Note that we should add the sort predicates to the POSOL signature of an RDFS graph, and the partial orderings on sorts and predicates should be the closure of the generated orderings. It is worth noting that the POSOL signature of an RDFS graph belongs into POSOL2, 0, and it only contains the sort predicates as its unary predicates.

3.3 POSOL2, 0 Knowledge Base of RDFS Graph

As we know, there may have multiple rdfs:domain constraints and/or multiple rdfs:range constraints on a property, and multiple rdf:type constraints on an rdfs:Resource. These additional constraints can be can be mapped to å -sentences. From an RDFS graph, we can get a set of å -sentence, say K, as follows:

(Sen1) An rdfs:Resource C with additional rdf:type constraint S is mapped to a å-sentence, e.g. S(C).

(Sen2) An rdfs:Property P with additional rdfs:domain constraint S is mapped to a å-sentence, e.g. "X : T . (( $Y : T. P (X, Y) ) Þ S(X).

(Sen3) An rdfs:Property P with additional rdfs:range constraint S is mapped to a å -sentence, e.g. "Y : T . (( $X : T. P (X, Y) ) Þ S(Y).

(Sen4) An ordinary triple without blank node is mapped to a å -sentence, e.g. P(C1, C2).

(Sen5) For triples with blank node, they are divided into several groups according to the equivalence closure of a relation, which is defined as follows: if two triples have a same blank node as their ends (the subject or object of the RDF statement), we call the two triples are related with blank node. Each such group of triples related with blank node is mapped to one existence qualified å -sentence, e.g. $X : T. ( P1 (C1 , X) Ù P2 (X, C2) ), not the conjunction of multiple existence qualified å -sentences e.g. ($X : T. P1 (C1 , X)) Ù ($ X :T. P2 (X, C2)).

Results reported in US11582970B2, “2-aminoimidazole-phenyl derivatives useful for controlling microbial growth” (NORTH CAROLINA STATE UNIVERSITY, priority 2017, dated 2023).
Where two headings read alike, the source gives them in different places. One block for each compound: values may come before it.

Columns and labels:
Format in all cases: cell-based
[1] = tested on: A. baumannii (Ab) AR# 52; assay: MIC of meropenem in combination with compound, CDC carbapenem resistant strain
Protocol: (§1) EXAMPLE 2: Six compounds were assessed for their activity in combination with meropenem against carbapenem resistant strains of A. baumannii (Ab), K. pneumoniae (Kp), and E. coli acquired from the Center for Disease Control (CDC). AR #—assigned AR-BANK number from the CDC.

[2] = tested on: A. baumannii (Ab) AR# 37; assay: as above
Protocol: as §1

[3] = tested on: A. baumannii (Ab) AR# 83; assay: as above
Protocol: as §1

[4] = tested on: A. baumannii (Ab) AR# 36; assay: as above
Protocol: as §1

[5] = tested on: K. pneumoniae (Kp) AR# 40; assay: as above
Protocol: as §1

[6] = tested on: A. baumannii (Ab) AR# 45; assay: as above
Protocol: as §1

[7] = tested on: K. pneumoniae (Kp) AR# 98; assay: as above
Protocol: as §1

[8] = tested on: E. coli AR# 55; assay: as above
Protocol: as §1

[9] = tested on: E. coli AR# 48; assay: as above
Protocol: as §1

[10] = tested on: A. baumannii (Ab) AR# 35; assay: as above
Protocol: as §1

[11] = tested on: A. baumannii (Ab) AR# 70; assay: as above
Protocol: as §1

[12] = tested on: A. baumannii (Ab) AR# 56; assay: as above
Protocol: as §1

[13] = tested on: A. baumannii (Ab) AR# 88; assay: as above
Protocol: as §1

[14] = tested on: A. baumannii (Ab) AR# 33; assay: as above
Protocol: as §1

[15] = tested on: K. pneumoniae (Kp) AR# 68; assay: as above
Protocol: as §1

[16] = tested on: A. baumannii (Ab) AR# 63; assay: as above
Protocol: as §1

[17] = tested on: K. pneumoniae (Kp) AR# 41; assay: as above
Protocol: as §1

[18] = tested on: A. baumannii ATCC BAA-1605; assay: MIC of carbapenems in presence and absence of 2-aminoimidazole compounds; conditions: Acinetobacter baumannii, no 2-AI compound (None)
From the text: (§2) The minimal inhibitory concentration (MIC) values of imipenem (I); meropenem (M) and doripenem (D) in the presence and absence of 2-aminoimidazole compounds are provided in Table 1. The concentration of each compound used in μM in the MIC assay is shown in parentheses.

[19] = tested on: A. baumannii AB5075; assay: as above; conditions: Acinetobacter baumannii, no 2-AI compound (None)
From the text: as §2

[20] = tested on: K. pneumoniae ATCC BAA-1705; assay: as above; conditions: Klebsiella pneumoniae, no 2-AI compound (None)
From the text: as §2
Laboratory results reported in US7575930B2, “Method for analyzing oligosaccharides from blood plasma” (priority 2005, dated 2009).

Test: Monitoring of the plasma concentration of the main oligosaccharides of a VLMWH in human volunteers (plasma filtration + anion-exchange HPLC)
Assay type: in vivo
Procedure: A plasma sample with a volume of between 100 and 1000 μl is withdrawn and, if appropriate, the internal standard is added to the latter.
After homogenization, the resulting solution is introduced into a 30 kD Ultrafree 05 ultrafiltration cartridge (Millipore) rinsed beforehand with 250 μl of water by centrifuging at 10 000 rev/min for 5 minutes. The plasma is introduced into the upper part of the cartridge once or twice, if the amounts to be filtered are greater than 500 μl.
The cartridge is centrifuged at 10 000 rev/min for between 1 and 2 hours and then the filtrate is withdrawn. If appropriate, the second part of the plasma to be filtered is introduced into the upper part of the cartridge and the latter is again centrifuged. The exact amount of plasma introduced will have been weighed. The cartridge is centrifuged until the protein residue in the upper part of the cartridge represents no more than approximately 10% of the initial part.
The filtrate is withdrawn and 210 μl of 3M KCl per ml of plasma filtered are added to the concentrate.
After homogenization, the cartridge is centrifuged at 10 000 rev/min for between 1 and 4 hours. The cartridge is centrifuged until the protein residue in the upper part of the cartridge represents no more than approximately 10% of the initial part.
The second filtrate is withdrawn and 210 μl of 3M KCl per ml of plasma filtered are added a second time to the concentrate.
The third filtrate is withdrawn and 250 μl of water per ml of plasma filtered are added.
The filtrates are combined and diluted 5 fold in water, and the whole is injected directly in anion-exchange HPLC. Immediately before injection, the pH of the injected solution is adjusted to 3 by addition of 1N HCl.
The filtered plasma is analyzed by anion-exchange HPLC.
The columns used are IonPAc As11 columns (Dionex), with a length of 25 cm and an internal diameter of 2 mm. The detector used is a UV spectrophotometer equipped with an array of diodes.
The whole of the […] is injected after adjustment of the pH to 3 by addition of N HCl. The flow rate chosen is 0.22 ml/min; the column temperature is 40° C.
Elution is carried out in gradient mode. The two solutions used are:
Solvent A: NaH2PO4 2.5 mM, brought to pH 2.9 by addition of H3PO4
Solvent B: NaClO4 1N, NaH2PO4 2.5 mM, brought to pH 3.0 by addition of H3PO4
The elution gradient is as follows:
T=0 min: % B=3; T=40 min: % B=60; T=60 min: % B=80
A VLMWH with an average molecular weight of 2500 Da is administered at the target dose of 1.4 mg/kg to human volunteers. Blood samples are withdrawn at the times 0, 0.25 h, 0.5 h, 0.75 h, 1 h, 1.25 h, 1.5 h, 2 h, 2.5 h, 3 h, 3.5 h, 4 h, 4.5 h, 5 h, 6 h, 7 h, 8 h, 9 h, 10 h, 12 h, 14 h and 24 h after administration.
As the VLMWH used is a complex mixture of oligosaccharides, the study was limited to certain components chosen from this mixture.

The <å , K> generated from a given RDFS graph by using above mapping schema is called a POSOL2, 0 knowledge base of the given RDFS graph. As we know, the generated POSOL2, 0 knowledge bases of a given RDFS graph may be different due to the different algorithms used in generating, but they should be equivalent which is guaranteed by the equivalence theorem (see section 2). More important, the meaning of a given RDFS graph can be described by using the model of the corresponding POSOL2, 0 knowledge base.

4. Discussion

As described above, POSOL2, 0 can be used to describe the formal meaning of RDFS at ontology language layer. In addition, the RDFS graph can be analyzed under this framework. For example, rule (Sen2) implies that the knowledge base of an RDFS graph will contain universal qualified sentences if the graph contains multiple assertions of a property with unordered classes as its rdfs:domain.

Within the framework of POSOL, OWL can also be analyzed. Intuitively, the POSOL knowledge base of OWL allows more complex forms of å -sentences. We believe that POSOL can be used as a rigorous logic framework for ontology languages. Furthermore, it can be used to guide us layering and building the web ontology languages. Further research includes the mapping from OWL into the POSOL knowledge base and the efficient inference system for POSOL.

5. Acknowledgements

This research work is supported by NSFC with grant no. 60173036.

6. References

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  2. J. Pan and I. Horrocks. Metamodeling architecture of web ontology languages. In Proc. of the First Semantic Web Working Symposium (SWWS'01), 131-149, 2001.
  3. Beierle C, Hedtstuck U, etc. An Order-Sorted Logic for Knowledge Representation systems. Artificial Intelligence 1992, 55:149-191.